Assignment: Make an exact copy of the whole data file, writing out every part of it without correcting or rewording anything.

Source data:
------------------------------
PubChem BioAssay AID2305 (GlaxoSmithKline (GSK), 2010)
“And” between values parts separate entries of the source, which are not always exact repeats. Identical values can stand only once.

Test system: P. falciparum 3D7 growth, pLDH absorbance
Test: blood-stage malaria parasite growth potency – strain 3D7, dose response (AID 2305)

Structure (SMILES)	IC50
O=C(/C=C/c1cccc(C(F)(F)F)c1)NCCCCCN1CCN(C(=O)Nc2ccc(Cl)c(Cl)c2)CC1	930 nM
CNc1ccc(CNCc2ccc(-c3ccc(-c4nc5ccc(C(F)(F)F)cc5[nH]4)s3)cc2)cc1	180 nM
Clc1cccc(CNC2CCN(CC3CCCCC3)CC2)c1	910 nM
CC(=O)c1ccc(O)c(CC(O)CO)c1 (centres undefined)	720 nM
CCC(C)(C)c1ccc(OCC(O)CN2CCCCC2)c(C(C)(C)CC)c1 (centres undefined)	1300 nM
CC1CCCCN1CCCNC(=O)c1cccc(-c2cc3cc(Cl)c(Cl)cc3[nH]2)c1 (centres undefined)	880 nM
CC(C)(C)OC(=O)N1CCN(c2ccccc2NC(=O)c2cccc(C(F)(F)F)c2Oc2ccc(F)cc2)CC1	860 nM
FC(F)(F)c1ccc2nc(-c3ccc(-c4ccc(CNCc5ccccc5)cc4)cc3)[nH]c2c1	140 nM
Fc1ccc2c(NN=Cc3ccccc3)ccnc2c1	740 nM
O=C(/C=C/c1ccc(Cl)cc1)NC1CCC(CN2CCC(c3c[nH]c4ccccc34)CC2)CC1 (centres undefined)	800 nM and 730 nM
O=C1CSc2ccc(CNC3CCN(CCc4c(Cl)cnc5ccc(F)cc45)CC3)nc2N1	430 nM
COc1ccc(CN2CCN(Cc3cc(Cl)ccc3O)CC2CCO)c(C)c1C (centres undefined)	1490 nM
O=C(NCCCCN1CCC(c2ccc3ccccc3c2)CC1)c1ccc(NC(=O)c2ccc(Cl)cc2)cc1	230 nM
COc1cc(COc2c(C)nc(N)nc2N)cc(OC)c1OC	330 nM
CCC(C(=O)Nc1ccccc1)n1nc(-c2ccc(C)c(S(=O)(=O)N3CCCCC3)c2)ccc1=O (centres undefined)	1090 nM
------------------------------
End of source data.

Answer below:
PubChem BioAssay AID2305 (GlaxoSmithKline (GSK), 2010)
“And” between values parts separate entries of the source, which are not always exact repeats. Identical values can stand only once.

Test system: P. falciparum 3D7 growth, pLDH absorbance
Test: blood-stage malaria parasite growth potency – strain 3D7, dose response (AID 2305)

Structure (SMILES)	IC50
O=C(/C=C/c1cccc(C(F)(F)F)c1)NCCCCCN1CCN(C(=O)Nc2ccc(Cl)c(Cl)c2)CC1	930 nM
CNc1ccc(CNCc2ccc(-c3ccc(-c4nc5ccc(C(F)(F)F)cc5[nH]4)s3)cc2)cc1	180 nM
Clc1cccc(CNC2CCN(CC3CCCCC3)CC2)c1	910 nM
CC(=O)c1ccc(O)c(CC(O)CO)c1 (centres undefined)	720 nM
CCC(C)(C)c1ccc(OCC(O)CN2CCCCC2)c(C(C)(C)CC)c1 (centres undefined)	1300 nM
CC1CCCCN1CCCNC(=O)c1cccc(-c2cc3cc(Cl)c(Cl)cc3[nH]2)c1 (centres undefined)	880 nM
CC(C)(C)OC(=O)N1CCN(c2ccccc2NC(=O)c2cccc(C(F)(F)F)c2Oc2ccc(F)cc2)CC1	860 nM
FC(F)(F)c1ccc2nc(-c3ccc(-c4ccc(CNCc5ccccc5)cc4)cc3)[nH]c2c1	140 nM
Fc1ccc2c(NN=Cc3ccccc3)ccnc2c1	740 nM
O=C(/C=C/c1ccc(Cl)cc1)NC1CCC(CN2CCC(c3c[nH]c4ccccc34)CC2)CC1 (centres undefined)	800 nM and 730 nM
O=C1CSc2ccc(CNC3CCN(CCc4c(Cl)cnc5ccc(F)cc45)CC3)nc2N1	430 nM
COc1ccc(CN2CCN(Cc3cc(Cl)ccc3O)CC2CCO)c(C)c1C (centres undefined)	1490 nM
O=C(NCCCCN1CCC(c2ccc3ccccc3c2)CC1)c1ccc(NC(=O)c2ccc(Cl)cc2)cc1	230 nM
COc1cc(COc2c(C)nc(N)nc2N)cc(OC)c1OC	330 nM
CCC(C(=O)Nc1ccccc1)n1nc(-c2ccc(C)c(S(=O)(=O)N3CCCCC3)c2)ccc1=O (centres undefined)	1090 nM